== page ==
Guidance for councillors, directors, managers and social work practitioners

Background
A mass marketing scam is a misleading or deceptive business practice where the person receives an unsolicited or uninvited contact (e.g. by letter, email, phone or advertisement) and false promises are made to con the victim out of money. A doorstep scam is whereby victims are cold called at their homes and persuaded to part with money as a result of rogue trading activity.


Victims of scams, whether that is mass marketing scam or doorstep scam, are victims of financial abuse. The Care Act 2014 puts all local authorities under a duty to take steps to prevent individuals being subject to financial abuse. It also requires them to take suitable steps to prevent or delay adults needing care and support; preventing people becoming victims is a key element of maintaining health and wellbeing in later life.


Local trading standards services are at the forefront of tackling financial abuse through their activities in identifying, visiting and supporting victims of scams. They are also actively working in partnership with the National Trading Standards (NTS) Scams Team to deliver key education to help promote the continued health and wellbeing of those potentially at risk. (e.g. www.friendsagainstscams.org.uk)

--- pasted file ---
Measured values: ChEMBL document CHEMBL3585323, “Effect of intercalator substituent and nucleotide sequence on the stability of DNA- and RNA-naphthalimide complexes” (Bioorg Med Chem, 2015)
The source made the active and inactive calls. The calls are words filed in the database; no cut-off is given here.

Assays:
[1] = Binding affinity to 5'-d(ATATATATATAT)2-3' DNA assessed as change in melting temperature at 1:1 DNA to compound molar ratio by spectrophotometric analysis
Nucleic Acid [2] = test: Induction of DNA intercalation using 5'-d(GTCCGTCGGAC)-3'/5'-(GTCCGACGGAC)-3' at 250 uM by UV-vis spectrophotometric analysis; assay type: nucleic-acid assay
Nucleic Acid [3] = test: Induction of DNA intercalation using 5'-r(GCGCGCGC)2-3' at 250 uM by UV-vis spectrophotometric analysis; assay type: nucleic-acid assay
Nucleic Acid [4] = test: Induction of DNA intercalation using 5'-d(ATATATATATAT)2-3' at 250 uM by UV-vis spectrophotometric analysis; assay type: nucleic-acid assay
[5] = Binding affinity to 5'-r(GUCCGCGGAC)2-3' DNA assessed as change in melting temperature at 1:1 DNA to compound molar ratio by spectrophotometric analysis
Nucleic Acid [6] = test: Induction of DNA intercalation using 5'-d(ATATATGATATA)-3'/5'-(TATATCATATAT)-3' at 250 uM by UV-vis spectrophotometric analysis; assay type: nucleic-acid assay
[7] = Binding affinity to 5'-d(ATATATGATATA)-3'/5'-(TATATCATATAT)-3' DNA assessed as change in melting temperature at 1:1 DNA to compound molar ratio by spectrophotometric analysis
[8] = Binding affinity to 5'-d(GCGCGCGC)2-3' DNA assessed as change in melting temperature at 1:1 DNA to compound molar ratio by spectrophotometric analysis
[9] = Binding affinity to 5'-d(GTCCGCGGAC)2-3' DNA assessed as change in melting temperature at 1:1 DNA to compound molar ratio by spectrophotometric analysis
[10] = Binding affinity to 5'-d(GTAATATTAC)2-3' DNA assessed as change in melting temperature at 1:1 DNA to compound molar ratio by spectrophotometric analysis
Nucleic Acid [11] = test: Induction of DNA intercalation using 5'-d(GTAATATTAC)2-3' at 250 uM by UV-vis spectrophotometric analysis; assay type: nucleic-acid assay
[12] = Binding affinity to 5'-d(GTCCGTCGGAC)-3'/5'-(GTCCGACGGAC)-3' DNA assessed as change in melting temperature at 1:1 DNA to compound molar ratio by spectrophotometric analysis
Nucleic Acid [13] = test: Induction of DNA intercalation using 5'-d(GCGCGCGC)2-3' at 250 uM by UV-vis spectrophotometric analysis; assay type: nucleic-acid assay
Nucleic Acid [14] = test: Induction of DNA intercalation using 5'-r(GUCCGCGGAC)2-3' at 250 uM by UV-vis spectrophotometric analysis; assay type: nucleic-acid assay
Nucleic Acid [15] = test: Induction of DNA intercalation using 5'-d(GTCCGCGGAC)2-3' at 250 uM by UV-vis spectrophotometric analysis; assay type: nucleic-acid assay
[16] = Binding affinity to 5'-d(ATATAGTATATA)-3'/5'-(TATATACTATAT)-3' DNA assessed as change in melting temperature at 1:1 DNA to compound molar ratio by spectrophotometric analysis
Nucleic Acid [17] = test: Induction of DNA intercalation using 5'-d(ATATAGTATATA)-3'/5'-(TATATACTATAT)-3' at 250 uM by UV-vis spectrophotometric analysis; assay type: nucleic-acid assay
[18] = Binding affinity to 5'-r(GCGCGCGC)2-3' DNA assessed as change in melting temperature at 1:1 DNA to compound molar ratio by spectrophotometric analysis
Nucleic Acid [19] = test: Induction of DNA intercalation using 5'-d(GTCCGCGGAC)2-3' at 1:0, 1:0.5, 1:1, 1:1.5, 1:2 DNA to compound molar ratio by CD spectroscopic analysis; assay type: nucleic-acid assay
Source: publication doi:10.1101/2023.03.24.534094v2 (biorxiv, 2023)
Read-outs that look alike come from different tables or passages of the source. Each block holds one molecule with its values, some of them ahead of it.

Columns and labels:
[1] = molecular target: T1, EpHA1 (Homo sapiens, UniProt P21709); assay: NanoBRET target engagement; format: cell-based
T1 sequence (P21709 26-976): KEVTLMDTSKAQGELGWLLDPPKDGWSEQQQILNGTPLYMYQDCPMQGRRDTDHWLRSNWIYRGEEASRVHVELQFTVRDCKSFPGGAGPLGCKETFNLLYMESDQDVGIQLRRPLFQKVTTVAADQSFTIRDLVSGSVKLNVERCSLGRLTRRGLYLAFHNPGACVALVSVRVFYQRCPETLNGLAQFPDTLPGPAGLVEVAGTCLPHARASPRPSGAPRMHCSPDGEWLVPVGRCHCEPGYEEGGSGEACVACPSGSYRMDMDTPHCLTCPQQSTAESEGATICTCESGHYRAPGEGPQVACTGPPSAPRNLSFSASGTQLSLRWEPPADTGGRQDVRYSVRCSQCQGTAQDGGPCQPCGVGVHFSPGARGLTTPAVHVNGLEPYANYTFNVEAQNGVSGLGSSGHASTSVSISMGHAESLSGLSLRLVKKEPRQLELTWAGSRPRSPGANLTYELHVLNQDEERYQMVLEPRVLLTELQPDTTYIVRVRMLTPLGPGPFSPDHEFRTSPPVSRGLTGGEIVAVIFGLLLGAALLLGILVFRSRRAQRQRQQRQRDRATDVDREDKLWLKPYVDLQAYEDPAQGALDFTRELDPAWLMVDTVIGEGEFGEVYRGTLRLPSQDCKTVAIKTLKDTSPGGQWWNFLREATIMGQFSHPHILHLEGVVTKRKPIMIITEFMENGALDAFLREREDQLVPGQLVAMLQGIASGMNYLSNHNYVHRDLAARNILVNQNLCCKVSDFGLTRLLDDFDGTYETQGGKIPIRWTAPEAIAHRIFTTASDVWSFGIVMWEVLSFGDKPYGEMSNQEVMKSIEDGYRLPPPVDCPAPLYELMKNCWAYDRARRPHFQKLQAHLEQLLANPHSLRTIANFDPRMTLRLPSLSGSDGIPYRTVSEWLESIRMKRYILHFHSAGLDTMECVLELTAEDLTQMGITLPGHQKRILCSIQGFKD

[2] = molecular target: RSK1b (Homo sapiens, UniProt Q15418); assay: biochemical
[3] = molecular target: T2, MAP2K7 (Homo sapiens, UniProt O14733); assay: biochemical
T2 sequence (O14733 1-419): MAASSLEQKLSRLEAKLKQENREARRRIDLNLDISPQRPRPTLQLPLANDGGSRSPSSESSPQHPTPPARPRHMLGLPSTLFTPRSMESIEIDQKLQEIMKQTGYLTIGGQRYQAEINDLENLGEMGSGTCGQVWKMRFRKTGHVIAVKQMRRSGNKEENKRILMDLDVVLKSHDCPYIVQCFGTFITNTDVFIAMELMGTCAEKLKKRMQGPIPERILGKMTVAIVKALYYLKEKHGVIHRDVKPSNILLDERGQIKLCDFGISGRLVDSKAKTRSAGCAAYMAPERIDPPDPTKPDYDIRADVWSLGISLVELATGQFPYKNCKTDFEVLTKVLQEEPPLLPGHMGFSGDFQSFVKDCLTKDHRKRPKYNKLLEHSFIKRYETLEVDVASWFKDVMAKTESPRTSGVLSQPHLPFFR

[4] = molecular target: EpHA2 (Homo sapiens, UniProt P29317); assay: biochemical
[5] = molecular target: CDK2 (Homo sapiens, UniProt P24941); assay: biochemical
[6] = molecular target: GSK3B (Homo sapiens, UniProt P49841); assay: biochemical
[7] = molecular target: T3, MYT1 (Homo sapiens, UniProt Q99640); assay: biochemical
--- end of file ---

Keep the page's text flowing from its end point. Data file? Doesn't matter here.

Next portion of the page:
ADASS and the NTS Scams Team are therefore committed to working together to support the valuable work undertaken locally by both adult social care and trading standards professionals. This document seeks to provide valuable information on how we can achieve this and together recognise and respond to the signs of financial abuse. We are also pleased to have the support of the Local Government Association (LGA) and the Adult Principal Social Worker Network (APSWN).


This guide gives some key information on the effects of scams on the continued health and wellbeing of individuals which we believe is essential for all those working in the adult social care sector to be aware of. The latter part of the guidance then is divided into sections to address the following specific roles:

  • Councillors
  • Safeguarding Adults Boards
  • Health & Wellbeing Boards
  • Practitioners

The full guidance can be downloaded below.